Hi. I’m Emily. I normally would say “and I’m a food addict” as part of this introduction, but sitting here writing this right now as I am laying on my bed…I truly forget if I am or not. I feel scared as I write that statement. Why is this? Well, about two months ago I wrote another article with all of the background information on my disease and I explained very clearly why I am a food addict, click the link to that article: https://foodaddiction.com/how-do-i-know-if-i-am-addicted-emilys-story-10-off-november-27-dec-2-intensive/. But today, I actually am unsure if I am or not. So why is this all relevant? It is the main reason why in a couple of days I am re-entering an ACORN Primary Intensive event. I picked up the food last week. I have been in relapse for about a week and I am in strong denial once again about my disease.

I believe my relapse process began a good month before I actually picked up the food. As an exercise addict, bulimic and an anorexic…I tried to hold on to all of my eating disorder behaviors while treating my “food addiction” and using my meal plan as a diet. I was tracking my calories burned on my Apple Watch, forcing myself to walk places instead of taking the subway in NYC to burn more calories, electing to eat cucumbers, only steaming my veggies and picking the leanest cuts of meat to try and lose weight, despite being at a healthy body weight. I totally forgot that dieting never worked for me. I was fully convinced that I was not dieting by doing this. I was in “recovery”. I also forgot that this is a disease that centers in my mind. I was convinced that when my body was slim enough I would be happy and cured of my disease. I was getting a “high” from my restriction and rigidity.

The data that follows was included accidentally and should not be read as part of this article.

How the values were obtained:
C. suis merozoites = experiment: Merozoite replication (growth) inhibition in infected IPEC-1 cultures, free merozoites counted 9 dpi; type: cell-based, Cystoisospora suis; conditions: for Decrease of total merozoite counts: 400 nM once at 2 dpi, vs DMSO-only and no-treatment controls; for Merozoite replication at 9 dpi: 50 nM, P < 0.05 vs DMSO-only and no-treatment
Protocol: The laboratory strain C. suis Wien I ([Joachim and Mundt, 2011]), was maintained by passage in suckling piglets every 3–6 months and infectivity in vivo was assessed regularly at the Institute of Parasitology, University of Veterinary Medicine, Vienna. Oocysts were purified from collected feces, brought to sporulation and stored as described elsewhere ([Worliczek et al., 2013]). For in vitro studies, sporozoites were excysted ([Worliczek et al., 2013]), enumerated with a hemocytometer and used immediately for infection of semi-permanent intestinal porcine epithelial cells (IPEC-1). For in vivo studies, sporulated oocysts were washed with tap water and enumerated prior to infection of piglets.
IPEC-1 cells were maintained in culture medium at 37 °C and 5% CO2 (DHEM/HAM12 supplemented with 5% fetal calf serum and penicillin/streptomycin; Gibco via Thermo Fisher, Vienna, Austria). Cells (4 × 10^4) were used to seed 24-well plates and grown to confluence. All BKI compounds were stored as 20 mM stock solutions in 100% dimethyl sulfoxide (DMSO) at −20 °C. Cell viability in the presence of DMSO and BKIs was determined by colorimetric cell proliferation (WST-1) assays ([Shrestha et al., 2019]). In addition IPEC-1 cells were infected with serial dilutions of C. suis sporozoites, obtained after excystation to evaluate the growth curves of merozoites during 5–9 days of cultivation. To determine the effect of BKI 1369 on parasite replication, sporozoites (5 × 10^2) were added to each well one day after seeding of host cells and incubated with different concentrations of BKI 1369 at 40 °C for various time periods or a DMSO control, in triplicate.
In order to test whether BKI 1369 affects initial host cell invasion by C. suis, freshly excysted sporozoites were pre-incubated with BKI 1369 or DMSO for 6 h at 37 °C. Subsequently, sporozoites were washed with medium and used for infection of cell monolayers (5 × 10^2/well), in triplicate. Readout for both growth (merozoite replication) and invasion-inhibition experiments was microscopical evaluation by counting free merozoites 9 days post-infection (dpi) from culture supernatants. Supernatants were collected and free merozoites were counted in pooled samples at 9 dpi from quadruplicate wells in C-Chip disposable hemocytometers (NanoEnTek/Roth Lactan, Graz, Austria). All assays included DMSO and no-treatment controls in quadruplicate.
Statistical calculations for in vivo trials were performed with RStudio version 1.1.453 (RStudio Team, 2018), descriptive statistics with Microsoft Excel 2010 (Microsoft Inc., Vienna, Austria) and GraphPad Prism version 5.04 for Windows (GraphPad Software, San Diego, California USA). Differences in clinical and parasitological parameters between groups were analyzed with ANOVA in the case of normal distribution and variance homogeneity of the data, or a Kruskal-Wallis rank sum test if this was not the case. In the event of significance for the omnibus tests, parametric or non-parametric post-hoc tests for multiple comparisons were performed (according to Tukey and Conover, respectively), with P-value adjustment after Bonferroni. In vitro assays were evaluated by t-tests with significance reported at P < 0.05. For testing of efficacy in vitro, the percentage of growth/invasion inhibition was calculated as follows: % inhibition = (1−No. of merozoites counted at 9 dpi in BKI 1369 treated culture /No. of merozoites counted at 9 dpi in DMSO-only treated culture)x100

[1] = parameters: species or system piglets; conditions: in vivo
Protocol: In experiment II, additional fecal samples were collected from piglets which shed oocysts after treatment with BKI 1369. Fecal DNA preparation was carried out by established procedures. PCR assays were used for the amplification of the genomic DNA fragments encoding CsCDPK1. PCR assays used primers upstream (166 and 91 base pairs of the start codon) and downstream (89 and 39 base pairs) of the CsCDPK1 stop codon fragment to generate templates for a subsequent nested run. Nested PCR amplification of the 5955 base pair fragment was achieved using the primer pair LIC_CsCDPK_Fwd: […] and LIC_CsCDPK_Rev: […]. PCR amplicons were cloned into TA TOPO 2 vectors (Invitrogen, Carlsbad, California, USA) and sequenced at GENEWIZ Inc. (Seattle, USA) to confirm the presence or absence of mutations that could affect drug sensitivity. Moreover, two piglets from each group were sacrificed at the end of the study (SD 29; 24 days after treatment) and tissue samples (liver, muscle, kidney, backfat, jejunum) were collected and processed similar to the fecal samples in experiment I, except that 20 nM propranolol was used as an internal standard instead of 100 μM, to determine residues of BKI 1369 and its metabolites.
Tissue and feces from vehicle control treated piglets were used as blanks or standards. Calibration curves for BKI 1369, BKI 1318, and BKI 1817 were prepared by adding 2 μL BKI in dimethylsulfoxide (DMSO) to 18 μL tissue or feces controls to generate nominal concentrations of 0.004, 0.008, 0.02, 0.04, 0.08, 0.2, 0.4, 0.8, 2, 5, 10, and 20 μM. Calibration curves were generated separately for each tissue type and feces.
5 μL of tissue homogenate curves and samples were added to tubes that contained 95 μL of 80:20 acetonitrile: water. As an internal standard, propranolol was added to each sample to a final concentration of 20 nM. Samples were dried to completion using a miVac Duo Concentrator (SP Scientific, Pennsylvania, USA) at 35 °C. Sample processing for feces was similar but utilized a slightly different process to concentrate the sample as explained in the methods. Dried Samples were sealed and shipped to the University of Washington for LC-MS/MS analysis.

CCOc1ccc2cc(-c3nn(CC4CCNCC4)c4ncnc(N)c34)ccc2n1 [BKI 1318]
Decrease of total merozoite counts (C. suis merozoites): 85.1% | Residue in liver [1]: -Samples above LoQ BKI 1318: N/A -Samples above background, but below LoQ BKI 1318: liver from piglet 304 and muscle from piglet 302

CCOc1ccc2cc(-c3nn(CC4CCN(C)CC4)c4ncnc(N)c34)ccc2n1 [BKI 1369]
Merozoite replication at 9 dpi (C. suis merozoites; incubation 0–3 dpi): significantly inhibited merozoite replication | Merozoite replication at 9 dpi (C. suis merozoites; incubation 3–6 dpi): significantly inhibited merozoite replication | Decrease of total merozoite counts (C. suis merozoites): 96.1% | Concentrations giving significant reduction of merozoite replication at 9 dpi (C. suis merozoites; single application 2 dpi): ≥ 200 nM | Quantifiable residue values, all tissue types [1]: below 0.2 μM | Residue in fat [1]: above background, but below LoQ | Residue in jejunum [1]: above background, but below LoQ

I know that being in an ACORN Primary Intensive event is one of the healthiest decisions I could make for myself, even if I weren’t in relapse. Something that I have learned about my eating disorder and my food addiction is that I have a built in “forgetter”. I forget the wreckage that food and dieting caused in my life. I forget that I have an obsessive mind. I forget that I have an addiction to making my body look a certain way. As a result of this “forgetter”… my mind completely did a 180 degree last week. Last Wednesday, I was praying and meditating, I felt passionate about my 12-step meetings, I was bringing my food with me wherever I went and I was helping carry the message to my fellows.

The next day, I was eating 5 protein bars in a row along with pretzel M&M’s, Oreos, a box of cereal and glazed donut holes. As an addict, my mind is extremely powerful. I forget how powerless I am over my addictive thoughts, my obsessive thoughts about food, exercise and my body…and most importantly I forget how powerless I am over the food. I actually don’t think that I am powerless over food at this very moment. I think that I am making a conscious decision to eat from of my food plan. But really, I am powerless over this. It is my disease making this decision.